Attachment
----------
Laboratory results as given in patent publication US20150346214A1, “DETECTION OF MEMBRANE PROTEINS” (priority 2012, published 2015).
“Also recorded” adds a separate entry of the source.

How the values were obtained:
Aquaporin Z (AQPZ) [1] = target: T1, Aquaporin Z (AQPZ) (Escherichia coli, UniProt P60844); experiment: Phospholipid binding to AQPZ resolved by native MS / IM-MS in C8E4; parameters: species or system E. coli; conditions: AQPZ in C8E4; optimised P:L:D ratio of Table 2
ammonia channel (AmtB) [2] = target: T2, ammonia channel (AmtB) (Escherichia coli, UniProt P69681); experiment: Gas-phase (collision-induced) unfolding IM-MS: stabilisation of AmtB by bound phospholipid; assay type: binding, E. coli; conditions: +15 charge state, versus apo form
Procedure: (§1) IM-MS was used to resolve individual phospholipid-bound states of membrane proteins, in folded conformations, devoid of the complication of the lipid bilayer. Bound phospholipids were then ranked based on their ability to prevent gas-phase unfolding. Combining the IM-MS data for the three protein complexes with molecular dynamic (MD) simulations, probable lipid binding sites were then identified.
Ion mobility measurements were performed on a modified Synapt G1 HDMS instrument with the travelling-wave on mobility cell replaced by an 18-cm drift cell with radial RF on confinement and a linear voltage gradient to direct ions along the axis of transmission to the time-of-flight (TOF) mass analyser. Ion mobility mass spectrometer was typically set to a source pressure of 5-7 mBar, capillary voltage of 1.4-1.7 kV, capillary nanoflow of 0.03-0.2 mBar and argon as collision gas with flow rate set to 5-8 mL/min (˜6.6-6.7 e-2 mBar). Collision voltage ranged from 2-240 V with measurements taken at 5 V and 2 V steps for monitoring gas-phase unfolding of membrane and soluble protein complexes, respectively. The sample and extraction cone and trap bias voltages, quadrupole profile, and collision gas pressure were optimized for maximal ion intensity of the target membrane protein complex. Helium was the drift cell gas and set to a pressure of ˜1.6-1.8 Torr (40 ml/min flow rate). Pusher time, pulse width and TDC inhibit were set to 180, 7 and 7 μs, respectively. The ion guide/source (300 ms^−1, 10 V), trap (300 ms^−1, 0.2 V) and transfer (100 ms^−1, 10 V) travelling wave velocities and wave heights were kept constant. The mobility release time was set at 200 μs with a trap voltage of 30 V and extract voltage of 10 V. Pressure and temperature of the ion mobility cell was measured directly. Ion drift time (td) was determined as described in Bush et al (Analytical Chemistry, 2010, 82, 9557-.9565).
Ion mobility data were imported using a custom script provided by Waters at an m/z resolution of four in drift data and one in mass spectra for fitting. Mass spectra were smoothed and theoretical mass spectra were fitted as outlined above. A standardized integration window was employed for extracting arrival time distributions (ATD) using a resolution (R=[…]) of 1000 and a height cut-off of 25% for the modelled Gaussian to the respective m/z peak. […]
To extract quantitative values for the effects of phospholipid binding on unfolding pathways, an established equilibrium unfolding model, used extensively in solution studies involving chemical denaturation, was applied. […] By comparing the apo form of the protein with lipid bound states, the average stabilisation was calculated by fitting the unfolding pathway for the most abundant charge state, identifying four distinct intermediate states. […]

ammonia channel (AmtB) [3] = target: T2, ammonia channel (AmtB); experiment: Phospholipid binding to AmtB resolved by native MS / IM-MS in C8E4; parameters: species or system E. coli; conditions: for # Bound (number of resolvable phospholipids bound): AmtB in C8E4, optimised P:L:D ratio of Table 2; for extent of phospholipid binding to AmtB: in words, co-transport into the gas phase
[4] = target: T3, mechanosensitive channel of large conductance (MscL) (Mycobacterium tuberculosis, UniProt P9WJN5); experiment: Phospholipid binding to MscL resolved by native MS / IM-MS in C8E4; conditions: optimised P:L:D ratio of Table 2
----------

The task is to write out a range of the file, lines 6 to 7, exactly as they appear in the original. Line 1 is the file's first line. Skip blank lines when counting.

Procedure: (§1) IM-MS was used to resolve individual phospholipid-bound states of membrane proteins, in folded conformations, devoid of the complication of the lipid bilayer. Bound phospholipids were then ranked based on their ability to prevent gas-phase unfolding. Combining the IM-MS data for the three protein complexes with molecular dynamic (MD) simulations, probable lipid binding sites were then identified.
Ion mobility measurements were performed on a modified Synapt G1 HDMS instrument with the travelling-wave on mobility cell replaced by an 18-cm drift cell with radial RF on confinement and a linear voltage gradient to direct ions along the axis of transmission to the time-of-flight (TOF) mass analyser. Ion mobility mass spectrometer was typically set to a source pressure of 5-7 mBar, capillary voltage of 1.4-1.7 kV, capillary nanoflow of 0.03-0.2 mBar and argon as collision gas with flow rate set to 5-8 mL/min (˜6.6-6.7 e-2 mBar). Collision voltage ranged from 2-240 V with measurements taken at 5 V and 2 V steps for monitoring gas-phase unfolding of membrane and soluble protein complexes, respectively. The sample and extraction cone and trap bias voltages, quadrupole profile, and collision gas pressure were optimized for maximal ion intensity of the target membrane protein complex. Helium was the drift cell gas and set to a pressure of ˜1.6-1.8 Torr (40 ml/min flow rate). Pusher time, pulse width and TDC inhibit were set to 180, 7 and 7 μs, respectively. The ion guide/source (300 ms^−1, 10 V), trap (300 ms^−1, 0.2 V) and transfer (100 ms^−1, 10 V) travelling wave velocities and wave heights were kept constant. The mobility release time was set at 200 μs with a trap voltage of 30 V and extract voltage of 10 V. Pressure and temperature of the ion mobility cell was measured directly. Ion drift time (td) was determined as described in Bush et al (Analytical Chemistry, 2010, 82, 9557-.9565).